1. Such pretty cattle!
    White Angus???? ARE YOU KIDDING???? But no, look at this! WHITE ANGUS BEING DEVELOPED

    1. White Angus? It makes sense in Florida - I always feel sorry for the Black Angus and Simmentals in July and August. Our sun is so strong, and black hair/fur absorbs the heat like nobody's business! The cattle must get so hot.

      So white cattle in Florida makes all the sense in the world.

      Even though I'm not sure if that's why they're developing that color. :)

      The white calves in the picture are most likely Charolais crossed with the Angus - either red or black mothers. There were some Herefords in this bunch, too, but they ran off before I could get the picture taken.

  2. My family loves pico de Gallo... We have something similar at every party (although the layered taco dip seems to be more popular currently). I'm in love with your hills and your wildlife and not-so-wild-life. Gorgeous! What vistas, Jan!

    I had to put socks on this morning. Temps dipping into 50s overnight .... My toes were cold!

    And so it begins, LOL!

    While Mary Jane is trying to escape 108° (I cannot even imagine...) I'm donning socks.... on purpose.

    I'll be praying for this wonderful writing week for you... hunkering down is a wonderful thing!

    1. I love that layered taco dip! But I'm the only one in the family that does. I'll have to take it to the next carry-in dinner!

      And I'm wearing socks, too! And I got out my fall/winter/spring bathrobe for chilly mornings.

      We're back to normal summer temperatures here. Highs in the upper 70's and low 80's, and night time temps in the 50's.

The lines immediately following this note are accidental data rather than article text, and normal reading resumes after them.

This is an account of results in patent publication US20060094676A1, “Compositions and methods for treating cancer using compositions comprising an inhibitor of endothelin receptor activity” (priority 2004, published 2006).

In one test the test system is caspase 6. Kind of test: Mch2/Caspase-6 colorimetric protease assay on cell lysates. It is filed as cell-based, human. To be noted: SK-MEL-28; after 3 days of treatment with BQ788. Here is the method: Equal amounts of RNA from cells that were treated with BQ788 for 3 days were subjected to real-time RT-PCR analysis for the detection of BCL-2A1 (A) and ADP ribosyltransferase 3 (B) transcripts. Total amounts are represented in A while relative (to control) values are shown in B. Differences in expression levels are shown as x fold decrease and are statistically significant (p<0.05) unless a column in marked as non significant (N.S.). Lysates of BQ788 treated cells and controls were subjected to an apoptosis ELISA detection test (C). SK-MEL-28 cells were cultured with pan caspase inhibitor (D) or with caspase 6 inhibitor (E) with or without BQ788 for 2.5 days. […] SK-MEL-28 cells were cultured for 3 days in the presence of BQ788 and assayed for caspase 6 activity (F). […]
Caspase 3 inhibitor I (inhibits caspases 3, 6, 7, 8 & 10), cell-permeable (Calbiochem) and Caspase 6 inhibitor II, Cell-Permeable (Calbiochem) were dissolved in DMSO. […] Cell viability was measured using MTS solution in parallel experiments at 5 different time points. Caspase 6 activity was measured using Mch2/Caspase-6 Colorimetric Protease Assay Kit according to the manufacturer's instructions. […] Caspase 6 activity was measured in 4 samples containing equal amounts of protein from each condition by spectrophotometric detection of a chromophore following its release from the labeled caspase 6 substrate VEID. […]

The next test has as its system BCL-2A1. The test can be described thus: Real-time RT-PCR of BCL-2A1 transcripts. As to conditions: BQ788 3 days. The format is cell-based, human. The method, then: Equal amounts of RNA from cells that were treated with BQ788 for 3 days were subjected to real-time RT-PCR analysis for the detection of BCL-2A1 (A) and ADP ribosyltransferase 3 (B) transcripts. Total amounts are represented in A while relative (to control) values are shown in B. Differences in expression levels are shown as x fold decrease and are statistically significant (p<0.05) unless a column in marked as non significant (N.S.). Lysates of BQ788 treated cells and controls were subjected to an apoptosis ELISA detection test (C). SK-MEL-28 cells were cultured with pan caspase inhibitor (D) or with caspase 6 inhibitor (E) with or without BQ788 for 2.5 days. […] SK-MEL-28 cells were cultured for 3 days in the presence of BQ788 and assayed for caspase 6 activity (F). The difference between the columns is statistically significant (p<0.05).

The way summer SHOULD be. :) I love living in the north!

    2. Ohhhh, I dream of temps in the 50s at night. It won't turn that way until late September for us. Of course, on the west side it's like that all the time, even when it's hot in the day. SO NICE. When it cools down at night we can sleep!

  3. Jan, thank you for this recipe again! I love pico. One quick question... I thought you had to blanch or cook the tomatillos. That's why I've never used them. So you can use them raw? Maybe the recipe I saw ages ago only blanched them to peel them. Or maybe the recipe for salsa verde is different. Just using them raw would be much easier!

    1. I've never cooked the tomatillos for the Pico - I just use them like fresh tomatoes. But I have seen recipes that use them cooked, like sauces.

      I add them for the color and the milder taste (to me, they taste more like spicy cucumbers than anything else), but you could easily leave them out.

    2. We peel, wash with soap, roast on high heat until charred (rolling constantly as they cook) and then blend in the blender.

  4. Oh no -- when you tell us about the bikers hitting town I know the summer is almost over. Wait. I don't enjoy the heat so that should be Yay, summer's almost over. :-) We just got some cooler temps -- sweater weather in the early mornings and I'm ecstatic. Plus it's not raining so I'm heading out to the garden. Finally. Happy writing week, Jan.

    1. That's right - by the time the Rally is over, many schools are also starting and our tourist season is winding down. But that's my favorite time of year! In the north, we enjoy a long autumn of beautiful weather and cooler temperatures, which is why a lot of empty-nesters vacation in September and October. :)

      And yes, I love sweater weather!

  5. Apparently I'm the only one here who has never tasted Pico. It looks good, but working with peppers kind of terrifies me.

    We're having the same cool weather here - glorious even though it is raining. It's perfect weather for the editing I'm doing.

  6. I meant to add that when we were in Maine, there were more bikers than I'd ever seen in one place before. It made me wonder if there was some kind of event somewhere. It was nothing like your numbers though!

  7. We eat so much pico de gallo in the summer! it's a mainstay at the table. We also add a little cabbage for some crunch. Good way to use up produce!